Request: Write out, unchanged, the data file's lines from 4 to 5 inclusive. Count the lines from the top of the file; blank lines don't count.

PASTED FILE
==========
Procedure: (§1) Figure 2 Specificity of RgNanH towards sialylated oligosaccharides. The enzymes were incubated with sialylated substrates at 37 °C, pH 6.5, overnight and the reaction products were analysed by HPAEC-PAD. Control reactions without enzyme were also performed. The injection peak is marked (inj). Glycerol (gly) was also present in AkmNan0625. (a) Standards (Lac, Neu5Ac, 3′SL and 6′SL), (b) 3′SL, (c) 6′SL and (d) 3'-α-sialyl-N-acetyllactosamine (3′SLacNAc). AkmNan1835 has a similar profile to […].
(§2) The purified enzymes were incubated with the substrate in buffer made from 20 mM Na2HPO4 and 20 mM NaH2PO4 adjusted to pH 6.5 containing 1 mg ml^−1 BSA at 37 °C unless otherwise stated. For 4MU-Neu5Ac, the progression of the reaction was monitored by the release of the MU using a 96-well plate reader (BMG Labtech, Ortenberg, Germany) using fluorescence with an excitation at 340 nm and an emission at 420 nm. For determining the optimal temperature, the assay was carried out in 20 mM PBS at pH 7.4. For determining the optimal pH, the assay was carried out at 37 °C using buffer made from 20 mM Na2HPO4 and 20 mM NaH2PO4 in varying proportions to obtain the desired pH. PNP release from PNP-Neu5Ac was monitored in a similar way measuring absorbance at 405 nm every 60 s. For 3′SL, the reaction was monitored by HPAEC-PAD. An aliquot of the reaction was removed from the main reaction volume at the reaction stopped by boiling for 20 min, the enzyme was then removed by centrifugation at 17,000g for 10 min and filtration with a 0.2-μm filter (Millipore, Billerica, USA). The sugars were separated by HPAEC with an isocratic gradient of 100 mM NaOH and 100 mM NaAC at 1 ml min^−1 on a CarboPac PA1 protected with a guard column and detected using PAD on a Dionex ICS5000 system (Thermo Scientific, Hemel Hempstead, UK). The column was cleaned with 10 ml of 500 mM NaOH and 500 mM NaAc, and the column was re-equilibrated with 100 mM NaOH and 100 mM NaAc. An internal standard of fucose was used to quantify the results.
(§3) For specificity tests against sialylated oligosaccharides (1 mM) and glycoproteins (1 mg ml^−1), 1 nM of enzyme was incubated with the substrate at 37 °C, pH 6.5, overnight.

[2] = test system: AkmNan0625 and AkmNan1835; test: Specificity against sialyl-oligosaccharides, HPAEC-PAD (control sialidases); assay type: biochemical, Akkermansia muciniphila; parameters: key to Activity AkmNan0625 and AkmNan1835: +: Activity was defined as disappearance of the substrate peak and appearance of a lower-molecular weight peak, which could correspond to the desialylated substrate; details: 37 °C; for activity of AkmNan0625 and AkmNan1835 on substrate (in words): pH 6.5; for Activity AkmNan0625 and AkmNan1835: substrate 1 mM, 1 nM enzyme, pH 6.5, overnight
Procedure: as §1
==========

[2] = test system: AkmNan0625 and AkmNan1835; test: Specificity against sialyl-oligosaccharides, HPAEC-PAD (control sialidases); assay type: biochemical, Akkermansia muciniphila; parameters: key to Activity AkmNan0625 and AkmNan1835: +: Activity was defined as disappearance of the substrate peak and appearance of a lower-molecular weight peak, which could correspond to the desialylated substrate; details: 37 °C; for activity of AkmNan0625 and AkmNan1835 on substrate (in words): pH 6.5; for Activity AkmNan0625 and AkmNan1835: substrate 1 mM, 1 nM enzyme, pH 6.5, overnight
Procedure: as §1